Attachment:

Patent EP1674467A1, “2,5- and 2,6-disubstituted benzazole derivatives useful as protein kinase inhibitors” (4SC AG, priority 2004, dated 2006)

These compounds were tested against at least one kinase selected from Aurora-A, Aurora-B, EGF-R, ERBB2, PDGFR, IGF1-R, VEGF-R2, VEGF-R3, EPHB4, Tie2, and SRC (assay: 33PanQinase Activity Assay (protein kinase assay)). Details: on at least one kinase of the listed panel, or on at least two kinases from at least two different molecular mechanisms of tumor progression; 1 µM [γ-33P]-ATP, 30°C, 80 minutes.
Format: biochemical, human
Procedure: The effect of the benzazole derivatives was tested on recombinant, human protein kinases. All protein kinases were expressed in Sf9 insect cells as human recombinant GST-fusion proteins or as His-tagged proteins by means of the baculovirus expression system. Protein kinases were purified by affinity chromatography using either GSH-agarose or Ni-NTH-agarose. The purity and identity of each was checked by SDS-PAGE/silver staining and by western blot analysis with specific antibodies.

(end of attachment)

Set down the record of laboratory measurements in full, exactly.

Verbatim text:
Patent EP1674467A1, “2,5- and 2,6-disubstituted benzazole derivatives useful as protein kinase inhibitors” (4SC AG, priority 2004, dated 2006)

These compounds were tested against at least one kinase selected from Aurora-A, Aurora-B, EGF-R, ERBB2, PDGFR, IGF1-R, VEGF-R2, VEGF-R3, EPHB4, Tie2, and SRC (assay: 33PanQinase Activity Assay (protein kinase assay)). Details: on at least one kinase of the listed panel, or on at least two kinases from at least two different molecular mechanisms of tumor progression; 1 µM [γ-33P]-ATP, 30°C, 80 minutes.
Format: biochemical, human
Procedure: The effect of the benzazole derivatives was tested on recombinant, human protein kinases. All protein kinases were expressed in Sf9 insect cells as human recombinant GST-fusion proteins or as His-tagged proteins by means of the baculovirus expression system. Protein kinases were purified by affinity chromatography using either GSH-agarose or Ni-NTH-agarose. The purity and identity of each was checked by SDS-PAGE/silver staining and by western blot analysis with specific antibodies.